The U.S. Secret Service released a report that exposed no real secrets but did amplify what we know or thought we knew about school shooters.
Okay, that is not quite accurate. Their report titled “Analysis of Targeted School Violence” reviews all the documented cases of when someone specifically directed violence at people in K12 schools from 2008 through 2017, almost a full decade of data. This compilation, of course, included school shooters of every variety. What the report reveals is kinda what we thought about school shooters in general, but it is good to have some solid numbers to substantiate our understanding.
Instead of boring you with all 58 pages provided by the Secret Service, I’ll run down and comment on some of the important highlights.
A little fragile
Before diving into the numbers, the entirety of the report covers 41 incidents. This is a smallish number, and thus some of the resulting percentages derived from them are weak. I’ll point out when things get a little questionable.
Grievances, bullying and mental health
Most of the kids who targeted schools did so because they had grievances with people on campus, typically other kids. This is unsurprising given that some of the more notorious school shooters – from Columbine to Parkland – have openly said this was their motivation.
|Primary Motivation||Secondary Motivation|
|Grievances (61%)||Grievances (9%)|
|Peers (37%)||Peers (27%)|
What is also obvious, but for which we now have some real numbers, is that the intersection of bullying and accumulated grievances are key drivers. For targeted school attacks, the combination of grievances against their peers tops all. The Secret Service did something odd, though, with the tally for bullying. For “peer” conflicts, they reported the raw numbers as shown here, but off to the side in the grand total column, they claim bullying accounted for 46% of all motivations. Why they did not break this out into the primary and secondary motivations is weird. I have a FOIA request submitted to the Secret Service to get the raw data tables, which perhaps will illuminate this issue. But for now, revenge for bullying (perhaps amplified by other conditions) is the chief danger sign.
|Motivation||Percent of All Instances|
|Bullying by peers||46%|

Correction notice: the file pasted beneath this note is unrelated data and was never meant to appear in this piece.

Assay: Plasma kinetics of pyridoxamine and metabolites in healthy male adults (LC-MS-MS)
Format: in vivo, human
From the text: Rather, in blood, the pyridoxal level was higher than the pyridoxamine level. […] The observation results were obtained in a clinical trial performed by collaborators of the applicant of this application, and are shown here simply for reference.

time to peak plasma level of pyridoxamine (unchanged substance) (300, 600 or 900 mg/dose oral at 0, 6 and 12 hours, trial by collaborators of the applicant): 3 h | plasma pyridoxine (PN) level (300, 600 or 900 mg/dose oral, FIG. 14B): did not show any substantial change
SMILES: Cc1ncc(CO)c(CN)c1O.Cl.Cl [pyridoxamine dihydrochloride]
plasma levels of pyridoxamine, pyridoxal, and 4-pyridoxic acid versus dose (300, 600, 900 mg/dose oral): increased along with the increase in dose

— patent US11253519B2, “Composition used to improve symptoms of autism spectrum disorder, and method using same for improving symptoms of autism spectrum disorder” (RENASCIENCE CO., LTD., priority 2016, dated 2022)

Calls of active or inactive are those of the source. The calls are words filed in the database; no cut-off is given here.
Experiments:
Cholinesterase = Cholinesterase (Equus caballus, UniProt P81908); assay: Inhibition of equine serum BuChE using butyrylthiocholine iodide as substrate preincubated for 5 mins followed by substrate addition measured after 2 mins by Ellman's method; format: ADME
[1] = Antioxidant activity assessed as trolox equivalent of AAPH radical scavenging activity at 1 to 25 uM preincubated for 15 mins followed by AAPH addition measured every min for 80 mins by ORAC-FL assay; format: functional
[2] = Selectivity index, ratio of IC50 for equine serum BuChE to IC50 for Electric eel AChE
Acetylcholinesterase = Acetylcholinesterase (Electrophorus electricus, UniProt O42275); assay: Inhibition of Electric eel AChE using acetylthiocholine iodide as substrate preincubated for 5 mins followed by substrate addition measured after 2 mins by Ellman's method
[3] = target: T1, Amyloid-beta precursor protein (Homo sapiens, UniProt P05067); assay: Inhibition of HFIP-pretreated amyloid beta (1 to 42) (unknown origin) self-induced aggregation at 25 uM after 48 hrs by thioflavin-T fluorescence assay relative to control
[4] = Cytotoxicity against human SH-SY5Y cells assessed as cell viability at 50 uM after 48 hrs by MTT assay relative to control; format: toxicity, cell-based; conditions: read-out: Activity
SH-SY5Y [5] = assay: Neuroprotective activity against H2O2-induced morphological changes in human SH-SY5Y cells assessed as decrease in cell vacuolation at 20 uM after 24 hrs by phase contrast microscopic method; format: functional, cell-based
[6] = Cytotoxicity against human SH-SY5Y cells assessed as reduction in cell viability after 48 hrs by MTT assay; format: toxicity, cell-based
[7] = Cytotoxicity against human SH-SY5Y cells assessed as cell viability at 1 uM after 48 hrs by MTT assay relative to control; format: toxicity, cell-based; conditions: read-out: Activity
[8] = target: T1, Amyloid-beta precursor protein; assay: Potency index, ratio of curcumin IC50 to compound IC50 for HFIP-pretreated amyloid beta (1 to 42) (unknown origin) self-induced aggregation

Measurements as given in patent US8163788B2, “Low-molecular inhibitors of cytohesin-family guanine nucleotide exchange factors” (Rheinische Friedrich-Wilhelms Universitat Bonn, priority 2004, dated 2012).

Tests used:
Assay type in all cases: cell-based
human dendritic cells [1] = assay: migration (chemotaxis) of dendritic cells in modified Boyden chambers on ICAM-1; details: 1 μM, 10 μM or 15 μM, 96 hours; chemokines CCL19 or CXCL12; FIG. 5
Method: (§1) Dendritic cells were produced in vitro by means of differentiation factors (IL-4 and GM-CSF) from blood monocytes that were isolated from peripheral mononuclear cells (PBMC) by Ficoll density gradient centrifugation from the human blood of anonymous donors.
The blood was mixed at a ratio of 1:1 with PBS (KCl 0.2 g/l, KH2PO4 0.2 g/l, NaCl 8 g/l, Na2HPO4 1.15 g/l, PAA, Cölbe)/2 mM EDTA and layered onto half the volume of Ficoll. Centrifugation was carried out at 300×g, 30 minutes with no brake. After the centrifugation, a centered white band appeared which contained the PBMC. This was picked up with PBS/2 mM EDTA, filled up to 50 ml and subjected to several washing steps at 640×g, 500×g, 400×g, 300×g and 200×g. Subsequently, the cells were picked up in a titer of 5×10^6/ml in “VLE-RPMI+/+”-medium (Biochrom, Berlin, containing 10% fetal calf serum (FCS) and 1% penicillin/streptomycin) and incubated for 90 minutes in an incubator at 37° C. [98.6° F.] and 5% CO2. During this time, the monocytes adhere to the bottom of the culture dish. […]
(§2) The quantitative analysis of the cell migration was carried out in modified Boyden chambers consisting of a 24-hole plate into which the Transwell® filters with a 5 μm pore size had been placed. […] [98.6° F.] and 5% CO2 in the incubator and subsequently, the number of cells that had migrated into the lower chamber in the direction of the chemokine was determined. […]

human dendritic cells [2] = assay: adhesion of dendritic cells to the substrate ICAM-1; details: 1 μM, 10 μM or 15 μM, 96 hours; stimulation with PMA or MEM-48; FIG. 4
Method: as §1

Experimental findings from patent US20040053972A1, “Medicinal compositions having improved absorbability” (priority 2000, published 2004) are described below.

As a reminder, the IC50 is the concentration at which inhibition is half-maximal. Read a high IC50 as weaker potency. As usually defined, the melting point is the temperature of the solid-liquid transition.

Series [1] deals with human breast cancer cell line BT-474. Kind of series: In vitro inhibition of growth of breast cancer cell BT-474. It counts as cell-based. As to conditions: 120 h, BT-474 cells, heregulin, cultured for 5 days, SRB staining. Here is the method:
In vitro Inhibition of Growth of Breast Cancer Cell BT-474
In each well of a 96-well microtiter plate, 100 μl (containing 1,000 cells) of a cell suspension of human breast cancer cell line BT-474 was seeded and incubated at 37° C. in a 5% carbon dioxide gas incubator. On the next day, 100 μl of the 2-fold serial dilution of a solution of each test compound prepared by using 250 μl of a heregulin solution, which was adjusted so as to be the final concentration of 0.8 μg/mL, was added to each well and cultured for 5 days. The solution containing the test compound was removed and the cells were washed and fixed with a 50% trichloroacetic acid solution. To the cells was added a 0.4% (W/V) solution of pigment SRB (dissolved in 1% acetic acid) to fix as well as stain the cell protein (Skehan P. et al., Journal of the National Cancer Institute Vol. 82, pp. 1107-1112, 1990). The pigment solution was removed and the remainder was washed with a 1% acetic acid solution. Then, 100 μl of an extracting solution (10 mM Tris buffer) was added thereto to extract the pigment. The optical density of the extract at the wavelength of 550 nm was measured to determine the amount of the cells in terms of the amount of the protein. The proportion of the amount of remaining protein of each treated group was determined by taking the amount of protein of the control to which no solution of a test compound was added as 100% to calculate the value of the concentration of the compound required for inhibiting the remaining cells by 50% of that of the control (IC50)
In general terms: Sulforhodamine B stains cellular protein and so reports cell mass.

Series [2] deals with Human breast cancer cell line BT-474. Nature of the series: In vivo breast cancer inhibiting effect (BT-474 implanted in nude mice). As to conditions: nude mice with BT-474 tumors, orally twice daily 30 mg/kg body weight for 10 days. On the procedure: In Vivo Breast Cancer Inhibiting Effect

|Desire to kill||37%|
As the table above shows, attackers typically had more than one motivation. In terms of all motivations combined, the reasons for attacking a K12 school is in the table at right. One surprising element is that the desire for fame did not rank highly. That various mass public shooters have noted fame and getting the highest body count as a goal, among people blasting their local school, it is not that common.
Guns, homes and safe crackers
Guns were involved in 61% of the attacks (knives in 39%). I know you are most interested in the gun aspect, sooooo…
Of the gun attacks, 76% of the attackers got their guns from home, or from a close relative. Since most junior high and high schoolers are minors, and if they are anything like I was at their age – broke – then buying their own guns was not an option. Stealing them was.
|Gun Access||Percent of Gun Attacks|
|From home or close relative||76%|
The part that will give various gun control groups some ammo (pun intended) is that, of the gun attacks, half involved guns that were not secured in a meaningful way (e.g., behind the glass in a rifle case) or that were completely unsecured (in their mom and dad’s nightstand). But in at least 16% of the cases, the attacker had to break some form of secure storage. The attackers either picked the locks, guessed the combination, or knew where the keys were stowed. There are two lessons here: first, if your kid is even a little flakey, lock up the gun. Second, if you lock up the gun, chose a different combination for your gun safe than your wedding anniversary date.